Yonmei of Feminist SF commented on the 50 most significant The Most Significant SF & Fantasy Books of the Last 50 Years, 1953-2002. She cut down the list from fifty to nineteen and then added her own favorites. My knowledge of sci-fi and fantasy is very spotty, but here’s my version…
Bold: unread, Italic: on to-be-read pile

1. The Lord of the Rings, J.R.R. Tolkien
2. The Foundation Trilogy, Isaac Asimov
3. The Earthsea trilogy, Ursula K. Le Guin
4. Childhood’s End, Arthur C. Clarke
5. Fahrenheit 451, Ray Bradbury
6. A Canticle for Leibowitz, Walter M. Miller, Jr.
7. The Caves of Steel/The Naked Sun, Isaac Asimov
8. The Discworld series, Terry Pratchett
9. The Harry Potter septology, J.K. Rowling
10. Dangerous Visions, edited by Harlan Ellison
11. Dhalgren, Samuel R. Delany
12. Dragonflight, Anne McCaffrey
13. Ender’s Game, Orson Scott Card
14. The Forever War, Joe Haldeman
15. The Hitchhiker’s Guide to the Galaxy, Douglas Adams
16. Interview with the Vampire/The Vampire Lestat, Anne Rice
17. The Left Hand of Darkness, Ursula K. Le Guin
18. More Than Human, Theodore Sturgeon
19. Starship Troopers, Robert A. Heinlein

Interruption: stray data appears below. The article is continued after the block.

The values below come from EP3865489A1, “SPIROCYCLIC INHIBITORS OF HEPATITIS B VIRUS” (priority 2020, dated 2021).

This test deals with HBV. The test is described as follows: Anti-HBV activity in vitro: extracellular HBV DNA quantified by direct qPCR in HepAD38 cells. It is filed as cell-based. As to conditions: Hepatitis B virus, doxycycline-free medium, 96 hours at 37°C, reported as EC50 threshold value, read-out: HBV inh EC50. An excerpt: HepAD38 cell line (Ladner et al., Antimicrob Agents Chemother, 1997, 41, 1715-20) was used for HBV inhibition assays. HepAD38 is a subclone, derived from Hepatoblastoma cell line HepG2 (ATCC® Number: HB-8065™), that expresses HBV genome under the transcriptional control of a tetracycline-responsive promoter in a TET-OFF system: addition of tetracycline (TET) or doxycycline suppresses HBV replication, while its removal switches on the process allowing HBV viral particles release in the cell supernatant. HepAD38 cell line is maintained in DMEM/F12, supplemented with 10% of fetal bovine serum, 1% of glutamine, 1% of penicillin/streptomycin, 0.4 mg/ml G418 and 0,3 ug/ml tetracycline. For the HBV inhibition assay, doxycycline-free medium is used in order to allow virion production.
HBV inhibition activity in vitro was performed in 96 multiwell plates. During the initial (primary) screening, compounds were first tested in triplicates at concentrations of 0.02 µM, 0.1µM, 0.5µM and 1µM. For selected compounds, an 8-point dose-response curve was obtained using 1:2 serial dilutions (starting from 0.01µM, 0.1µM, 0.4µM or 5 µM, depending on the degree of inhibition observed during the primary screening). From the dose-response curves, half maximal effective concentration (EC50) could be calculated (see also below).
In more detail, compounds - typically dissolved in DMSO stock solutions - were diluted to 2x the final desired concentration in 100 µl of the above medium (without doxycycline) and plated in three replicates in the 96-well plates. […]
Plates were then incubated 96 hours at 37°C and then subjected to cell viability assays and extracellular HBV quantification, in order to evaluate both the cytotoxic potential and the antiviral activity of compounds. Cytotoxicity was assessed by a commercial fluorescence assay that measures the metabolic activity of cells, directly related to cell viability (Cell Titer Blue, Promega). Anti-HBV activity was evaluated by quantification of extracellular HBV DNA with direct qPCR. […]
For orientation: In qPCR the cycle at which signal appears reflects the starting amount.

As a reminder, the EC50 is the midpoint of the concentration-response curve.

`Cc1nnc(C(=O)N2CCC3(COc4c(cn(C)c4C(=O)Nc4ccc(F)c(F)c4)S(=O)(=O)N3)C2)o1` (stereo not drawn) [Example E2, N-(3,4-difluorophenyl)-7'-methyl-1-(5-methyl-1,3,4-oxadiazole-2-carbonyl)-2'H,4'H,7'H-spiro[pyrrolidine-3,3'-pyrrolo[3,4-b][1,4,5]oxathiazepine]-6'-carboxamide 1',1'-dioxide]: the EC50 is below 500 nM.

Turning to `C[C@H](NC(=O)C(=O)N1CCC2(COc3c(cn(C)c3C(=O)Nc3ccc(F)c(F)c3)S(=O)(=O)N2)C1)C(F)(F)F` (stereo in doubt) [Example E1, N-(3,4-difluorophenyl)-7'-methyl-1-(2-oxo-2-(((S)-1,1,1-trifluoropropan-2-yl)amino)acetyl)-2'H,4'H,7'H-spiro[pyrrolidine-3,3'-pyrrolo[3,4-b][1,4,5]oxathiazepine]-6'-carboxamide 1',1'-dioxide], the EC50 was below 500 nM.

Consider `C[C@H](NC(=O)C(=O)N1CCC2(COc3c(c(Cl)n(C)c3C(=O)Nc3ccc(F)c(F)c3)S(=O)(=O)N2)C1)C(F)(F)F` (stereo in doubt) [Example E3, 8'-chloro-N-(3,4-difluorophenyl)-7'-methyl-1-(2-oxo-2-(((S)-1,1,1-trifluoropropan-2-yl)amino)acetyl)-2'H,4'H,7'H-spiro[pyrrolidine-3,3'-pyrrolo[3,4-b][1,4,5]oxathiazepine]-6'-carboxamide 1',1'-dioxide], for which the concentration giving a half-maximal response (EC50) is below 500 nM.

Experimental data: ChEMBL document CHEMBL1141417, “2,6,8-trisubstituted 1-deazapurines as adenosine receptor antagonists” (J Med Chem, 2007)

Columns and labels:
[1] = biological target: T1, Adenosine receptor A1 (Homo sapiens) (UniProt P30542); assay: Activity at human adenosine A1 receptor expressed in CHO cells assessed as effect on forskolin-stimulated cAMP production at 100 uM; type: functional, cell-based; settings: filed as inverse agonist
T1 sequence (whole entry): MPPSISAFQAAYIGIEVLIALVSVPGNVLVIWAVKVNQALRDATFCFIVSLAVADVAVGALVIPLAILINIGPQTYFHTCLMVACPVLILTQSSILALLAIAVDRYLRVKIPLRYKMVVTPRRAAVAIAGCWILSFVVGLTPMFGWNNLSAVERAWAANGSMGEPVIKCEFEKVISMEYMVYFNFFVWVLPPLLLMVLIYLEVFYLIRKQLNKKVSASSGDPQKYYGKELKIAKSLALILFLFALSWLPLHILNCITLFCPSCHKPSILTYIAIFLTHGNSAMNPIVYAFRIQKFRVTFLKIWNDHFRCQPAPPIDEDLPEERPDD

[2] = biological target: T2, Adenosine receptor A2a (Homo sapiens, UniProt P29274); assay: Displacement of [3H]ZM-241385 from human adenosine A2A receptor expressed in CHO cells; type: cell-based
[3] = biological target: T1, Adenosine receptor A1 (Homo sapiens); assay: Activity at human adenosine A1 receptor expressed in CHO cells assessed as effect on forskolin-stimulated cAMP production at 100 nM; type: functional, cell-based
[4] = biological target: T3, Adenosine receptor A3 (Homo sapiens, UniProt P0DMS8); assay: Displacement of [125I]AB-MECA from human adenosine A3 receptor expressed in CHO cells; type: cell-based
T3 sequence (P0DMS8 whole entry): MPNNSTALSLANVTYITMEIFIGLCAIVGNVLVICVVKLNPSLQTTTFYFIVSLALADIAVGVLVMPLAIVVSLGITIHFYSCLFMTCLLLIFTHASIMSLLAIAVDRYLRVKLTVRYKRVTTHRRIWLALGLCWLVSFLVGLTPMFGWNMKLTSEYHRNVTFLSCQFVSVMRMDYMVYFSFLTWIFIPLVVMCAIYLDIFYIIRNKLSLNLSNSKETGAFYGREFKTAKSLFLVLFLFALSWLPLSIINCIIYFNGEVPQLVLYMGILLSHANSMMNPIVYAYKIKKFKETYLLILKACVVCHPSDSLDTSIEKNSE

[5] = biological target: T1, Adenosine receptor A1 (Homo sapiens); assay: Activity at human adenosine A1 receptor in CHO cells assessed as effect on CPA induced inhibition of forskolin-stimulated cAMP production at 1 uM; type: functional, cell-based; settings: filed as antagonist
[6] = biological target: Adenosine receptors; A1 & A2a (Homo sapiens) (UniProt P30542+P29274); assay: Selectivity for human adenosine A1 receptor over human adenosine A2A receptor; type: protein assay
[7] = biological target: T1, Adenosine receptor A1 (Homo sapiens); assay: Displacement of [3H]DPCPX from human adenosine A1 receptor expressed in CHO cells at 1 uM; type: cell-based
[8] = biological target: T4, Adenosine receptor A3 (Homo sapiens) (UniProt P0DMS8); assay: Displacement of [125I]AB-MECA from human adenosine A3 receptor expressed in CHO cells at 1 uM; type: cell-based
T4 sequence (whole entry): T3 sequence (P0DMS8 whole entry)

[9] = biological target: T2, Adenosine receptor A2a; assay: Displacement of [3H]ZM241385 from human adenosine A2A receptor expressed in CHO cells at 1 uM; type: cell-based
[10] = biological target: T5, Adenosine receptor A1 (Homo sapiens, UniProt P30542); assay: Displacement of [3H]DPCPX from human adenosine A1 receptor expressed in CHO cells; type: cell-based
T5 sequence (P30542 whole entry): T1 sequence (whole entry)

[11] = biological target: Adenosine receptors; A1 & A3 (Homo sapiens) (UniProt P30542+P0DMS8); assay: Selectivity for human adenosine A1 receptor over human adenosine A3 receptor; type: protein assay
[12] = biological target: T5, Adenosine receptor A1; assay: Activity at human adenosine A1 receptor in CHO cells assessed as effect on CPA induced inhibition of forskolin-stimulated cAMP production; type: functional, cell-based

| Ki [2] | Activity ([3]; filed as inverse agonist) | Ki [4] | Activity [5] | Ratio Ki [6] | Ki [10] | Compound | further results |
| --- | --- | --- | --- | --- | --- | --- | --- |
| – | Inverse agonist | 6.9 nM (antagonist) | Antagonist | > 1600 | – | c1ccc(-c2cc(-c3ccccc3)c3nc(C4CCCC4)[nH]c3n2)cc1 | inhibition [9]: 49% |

I would add to the list:
Dune, Frank Herbert
Stranger in a Strange Land, Robert A. Heinlein
The Handmaid’s Tale, Margaret Atwood
Charlie and the Chocolate Factory, Roald Dahl
Flowers for Algernon, Daniel Keyes
The Mists of Avalon, Marion Zimmer Bradley
The Dark Is Rising Series, Susan Cooper
The Chronicles of Narnia, C.S.Lewis
A Wrinkle in Time, Madeleine L’Engle
The Phantom Tollbooth, N. Juster
Bridge to Terabithia, Katherine Paterson and Donna Diamond
His Dark Materials, Philip Pullman
Callahan’s Crosstime Saloon, Spider Robinson

To be fair, these books are particularly significant, they are just ones that made an impression on me, most of them I read as a kid.

If you have recommendations, add your comment.

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